Posters and presentations highlight the breadth and depth of toxicology knowledge that spans the center’s staff.
The North American Congress of Clinical Toxicology (NACCT) is the premier conference that brings together pharmacists, physicians, nurses, and scientists from across the United States to share knowledge and gain new insights on a wide range of issues and topics in clinical toxicology. Each year, staff from the Maryland Poison Center (MPC) attend the conference not only to showcase the center’s original research, but also to learn from the research presented by other experts in the field.
This year, the MPC had a tremendous showing at the conference that included five posters and three presentations delivered by members of our team.
MPC staff collaborated with health care professionals from the School of Pharmacy, School of Medicine, and other institutions on the research presented in the following posters that were displayed during NACCT:
- Nicotine Pod Ingestions, A Clinical Conundrum: A Case Series
Authors: Elizabeth Millwee, BSN, RN, CSPI; Rebecca Mestas, PharmD, CSPI; and James Leonard, PharmD
- The Penetration of Literature Describing Bupropion Related Harm After Overdose in the Non-Toxicology Related Literature: A Scoping Review
Authors: James Leonard, PharmD; Tiffany Buckley, PharmD, BCPS; Emily Gorman, MLIS, AHIP; and Wendy Klein-Schwartz, PharmD, MPH
- Assessment of Weight-Based Dose Resulting in Toxicity After Unintentional Pediatric Ingestions of Amphetamines
Authors: James Leonard, PharmD; Amy Kruger Howard, PharmD; and Elizabeth Quaal Hines, MD
- Analysis of Initial Management of Unintentional Pediatric Sulfonylurea Exposures Report to Two Poison Centers
Authors: Ayaa Megeed, BS; Becca Lange, PharmD, BCPS, CSPI; James Leonard, PharmD; Elizabeth Quaal Hines, MD; and Wendy Klein-Schwartz, PharmD, MPH
- Treatment of Congenital Lead Poisoning with Succimer
Authors: Minna Leydorf, MD; Ankur Vaidya, MS; Paige Luneburg, MD; and Elizabeth Quaal Hines, MD
Staff members Elizabeth Hines, MD, former acting medical director of the MPC and assistant professor of pediatrics at the School of Medicine; and Emily Paterson, BS, CHES, public education and communication specialist for the MPC, also delivered oral presentations during the conference.
Hine’s presentation explored the effects of prenatal addiction on children from conception through early childhood. She spoke about the effects of common drugs of abuse on fetal development, explained how to interpret common neonatal drug screens, and provided tips to help listeners recognize the effects of common drugs of abuse on early childhood development.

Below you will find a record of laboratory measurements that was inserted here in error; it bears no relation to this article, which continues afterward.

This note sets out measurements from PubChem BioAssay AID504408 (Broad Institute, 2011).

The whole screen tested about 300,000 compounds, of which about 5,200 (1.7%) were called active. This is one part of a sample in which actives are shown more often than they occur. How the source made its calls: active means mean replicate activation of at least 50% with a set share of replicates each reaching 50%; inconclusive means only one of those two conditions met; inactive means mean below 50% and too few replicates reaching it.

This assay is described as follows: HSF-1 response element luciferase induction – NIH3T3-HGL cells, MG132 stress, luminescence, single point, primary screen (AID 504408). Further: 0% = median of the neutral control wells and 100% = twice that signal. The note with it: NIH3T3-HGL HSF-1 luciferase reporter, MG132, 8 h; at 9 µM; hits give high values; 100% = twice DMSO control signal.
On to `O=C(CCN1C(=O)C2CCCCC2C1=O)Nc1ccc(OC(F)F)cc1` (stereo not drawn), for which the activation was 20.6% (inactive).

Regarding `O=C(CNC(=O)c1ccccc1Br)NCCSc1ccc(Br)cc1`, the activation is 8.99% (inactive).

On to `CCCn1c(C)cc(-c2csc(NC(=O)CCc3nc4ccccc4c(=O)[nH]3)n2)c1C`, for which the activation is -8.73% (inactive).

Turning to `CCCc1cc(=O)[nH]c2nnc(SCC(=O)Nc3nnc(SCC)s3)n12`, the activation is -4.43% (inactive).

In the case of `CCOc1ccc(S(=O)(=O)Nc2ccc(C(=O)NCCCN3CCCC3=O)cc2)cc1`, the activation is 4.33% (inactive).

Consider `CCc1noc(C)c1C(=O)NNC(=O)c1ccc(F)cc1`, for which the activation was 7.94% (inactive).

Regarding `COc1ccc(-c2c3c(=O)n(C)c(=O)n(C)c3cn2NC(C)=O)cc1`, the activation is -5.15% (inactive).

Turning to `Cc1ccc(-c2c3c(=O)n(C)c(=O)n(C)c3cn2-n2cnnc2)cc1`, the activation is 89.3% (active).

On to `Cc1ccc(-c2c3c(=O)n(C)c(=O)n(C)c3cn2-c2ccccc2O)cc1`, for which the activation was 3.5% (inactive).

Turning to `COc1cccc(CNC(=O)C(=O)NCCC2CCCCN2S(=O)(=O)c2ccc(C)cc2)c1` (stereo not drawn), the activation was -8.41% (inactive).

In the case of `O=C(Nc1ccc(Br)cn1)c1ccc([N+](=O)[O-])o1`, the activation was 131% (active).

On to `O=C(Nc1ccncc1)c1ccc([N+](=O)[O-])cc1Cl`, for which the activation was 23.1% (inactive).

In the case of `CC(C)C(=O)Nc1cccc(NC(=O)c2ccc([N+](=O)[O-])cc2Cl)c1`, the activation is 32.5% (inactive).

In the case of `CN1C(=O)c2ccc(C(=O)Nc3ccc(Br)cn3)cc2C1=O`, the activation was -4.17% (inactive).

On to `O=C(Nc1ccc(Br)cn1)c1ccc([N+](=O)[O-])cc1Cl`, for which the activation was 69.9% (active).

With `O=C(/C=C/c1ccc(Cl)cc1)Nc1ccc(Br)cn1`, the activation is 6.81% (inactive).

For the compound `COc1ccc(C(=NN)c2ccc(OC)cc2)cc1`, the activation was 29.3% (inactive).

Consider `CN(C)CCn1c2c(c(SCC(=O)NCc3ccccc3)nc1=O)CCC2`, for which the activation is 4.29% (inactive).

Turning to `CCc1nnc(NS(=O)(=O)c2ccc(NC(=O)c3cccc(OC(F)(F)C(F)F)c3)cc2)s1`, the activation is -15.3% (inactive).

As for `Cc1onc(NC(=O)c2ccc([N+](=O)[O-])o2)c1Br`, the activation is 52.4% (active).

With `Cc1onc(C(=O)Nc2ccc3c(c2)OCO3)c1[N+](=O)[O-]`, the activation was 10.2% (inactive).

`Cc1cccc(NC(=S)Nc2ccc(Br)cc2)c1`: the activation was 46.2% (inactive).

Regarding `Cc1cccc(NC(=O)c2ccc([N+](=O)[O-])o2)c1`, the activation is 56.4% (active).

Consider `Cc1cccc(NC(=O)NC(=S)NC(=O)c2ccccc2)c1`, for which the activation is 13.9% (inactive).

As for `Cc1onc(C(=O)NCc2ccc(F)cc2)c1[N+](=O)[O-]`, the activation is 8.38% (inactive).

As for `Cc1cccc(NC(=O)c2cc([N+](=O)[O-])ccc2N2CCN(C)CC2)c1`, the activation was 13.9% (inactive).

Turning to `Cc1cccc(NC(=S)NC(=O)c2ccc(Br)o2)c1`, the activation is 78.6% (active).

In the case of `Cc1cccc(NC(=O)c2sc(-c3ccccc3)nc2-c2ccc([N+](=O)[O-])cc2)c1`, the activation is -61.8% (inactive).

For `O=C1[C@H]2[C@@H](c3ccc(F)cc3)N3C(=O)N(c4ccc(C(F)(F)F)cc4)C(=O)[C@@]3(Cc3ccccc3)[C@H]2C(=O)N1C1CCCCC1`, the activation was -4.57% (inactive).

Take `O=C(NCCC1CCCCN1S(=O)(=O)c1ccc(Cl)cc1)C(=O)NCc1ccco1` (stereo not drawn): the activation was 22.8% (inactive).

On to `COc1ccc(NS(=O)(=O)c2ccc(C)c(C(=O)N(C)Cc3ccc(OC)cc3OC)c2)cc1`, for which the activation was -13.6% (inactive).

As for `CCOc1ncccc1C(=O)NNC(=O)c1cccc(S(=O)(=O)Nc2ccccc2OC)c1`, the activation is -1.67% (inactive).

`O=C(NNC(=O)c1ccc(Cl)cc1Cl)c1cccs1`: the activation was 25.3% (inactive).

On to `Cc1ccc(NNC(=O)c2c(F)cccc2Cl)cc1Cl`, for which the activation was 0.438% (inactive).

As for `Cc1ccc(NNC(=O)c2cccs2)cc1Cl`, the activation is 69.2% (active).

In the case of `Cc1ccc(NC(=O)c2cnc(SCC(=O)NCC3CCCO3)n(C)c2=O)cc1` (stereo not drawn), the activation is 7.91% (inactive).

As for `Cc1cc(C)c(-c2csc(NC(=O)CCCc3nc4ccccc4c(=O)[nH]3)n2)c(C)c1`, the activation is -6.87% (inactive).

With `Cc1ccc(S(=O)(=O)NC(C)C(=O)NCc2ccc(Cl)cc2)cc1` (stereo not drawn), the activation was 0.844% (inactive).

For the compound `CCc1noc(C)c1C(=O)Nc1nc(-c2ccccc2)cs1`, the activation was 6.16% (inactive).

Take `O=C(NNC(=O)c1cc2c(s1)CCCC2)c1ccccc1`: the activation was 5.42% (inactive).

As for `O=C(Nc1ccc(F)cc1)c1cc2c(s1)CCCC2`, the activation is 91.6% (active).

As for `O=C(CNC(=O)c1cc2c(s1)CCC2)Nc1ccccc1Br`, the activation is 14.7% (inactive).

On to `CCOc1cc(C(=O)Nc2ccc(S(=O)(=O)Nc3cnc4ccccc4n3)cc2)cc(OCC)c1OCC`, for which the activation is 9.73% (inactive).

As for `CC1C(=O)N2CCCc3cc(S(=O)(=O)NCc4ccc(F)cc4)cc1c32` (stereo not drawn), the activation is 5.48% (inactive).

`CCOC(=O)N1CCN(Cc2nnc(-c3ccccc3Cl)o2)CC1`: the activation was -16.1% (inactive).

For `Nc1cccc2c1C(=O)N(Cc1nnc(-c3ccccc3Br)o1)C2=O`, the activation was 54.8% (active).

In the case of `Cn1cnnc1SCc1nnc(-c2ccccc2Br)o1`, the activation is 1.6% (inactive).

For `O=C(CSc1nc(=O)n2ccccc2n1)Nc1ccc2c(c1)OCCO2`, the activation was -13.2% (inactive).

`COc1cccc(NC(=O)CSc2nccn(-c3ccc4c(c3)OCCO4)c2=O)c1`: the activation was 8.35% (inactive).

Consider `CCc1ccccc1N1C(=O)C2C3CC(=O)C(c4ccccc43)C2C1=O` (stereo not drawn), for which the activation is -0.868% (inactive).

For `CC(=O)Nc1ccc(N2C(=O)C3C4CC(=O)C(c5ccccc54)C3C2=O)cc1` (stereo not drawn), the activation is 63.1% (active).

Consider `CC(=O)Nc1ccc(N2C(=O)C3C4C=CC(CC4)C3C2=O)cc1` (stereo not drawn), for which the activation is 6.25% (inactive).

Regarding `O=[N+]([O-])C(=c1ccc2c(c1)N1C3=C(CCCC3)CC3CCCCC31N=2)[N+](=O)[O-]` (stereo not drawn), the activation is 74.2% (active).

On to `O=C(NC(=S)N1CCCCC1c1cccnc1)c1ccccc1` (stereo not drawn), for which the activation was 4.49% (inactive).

Paterson’s presentation explored how health behavior theories can be leveraged to design and evaluate a poison prevention program. She discussed different health behavior theories that act as foundations for program planning and development, taught attendees how to apply the principles of health behavior theories to poison prevention program development, and offered an analysis of how these theories can help planners identify suitable audiences, methods for fostering change, and outcomes for evaluation.
I also had an opportunity to serve as moderator for an informative and engaging scientific symposium titled “Moonshine: Past, Present, Future.” I truly enjoyed my participation in the discussion, which gave me new insight into the history of moonshine and how it is intertwined with prohibition. In addition to describing the process of alcohol production and concerns for the home distiller, presenters contrasted the benefits of the evolution of the still with the risks of making moonshine.
Another Celebration of Staff Expertise
Shortly after returning from NACCT, staff at the MPC were again celebrating the expertise and achievements of one of our own — James Leonard, PharmD, who completed his examination to become a Diplomate of the American Board of Applied Toxicology (DABAT) two days before the conference kicked off in Nashville, Tenn. This prestigious credential is awarded by the same organization that hosts NACCT (the American Academy of Clinical Toxicology) and is awarded to non-physician clinical toxicologists who demonstrate exceptional knowledge, experience, and competence in the field.
The Quest for Continued Professional Development
Participating in conferences like NACCT is crucial to helping the MPC continue its mission to decrease the cost and complexity of poisoning and overdose care while maintaining and/or improving patient outcomes. Our staff and specialists are able to apply the new knowledge gained from these events directly to their interactions with patients, while also sharing important lessons they have learned through their own research and helping others improve outcomes for patients not only in Maryland, but also across the United States. As the executive director of the MPC, I am incredibly proud of the tremendous contributions that our staff made to this year’s conference, and I cannot wait to see what next year brings.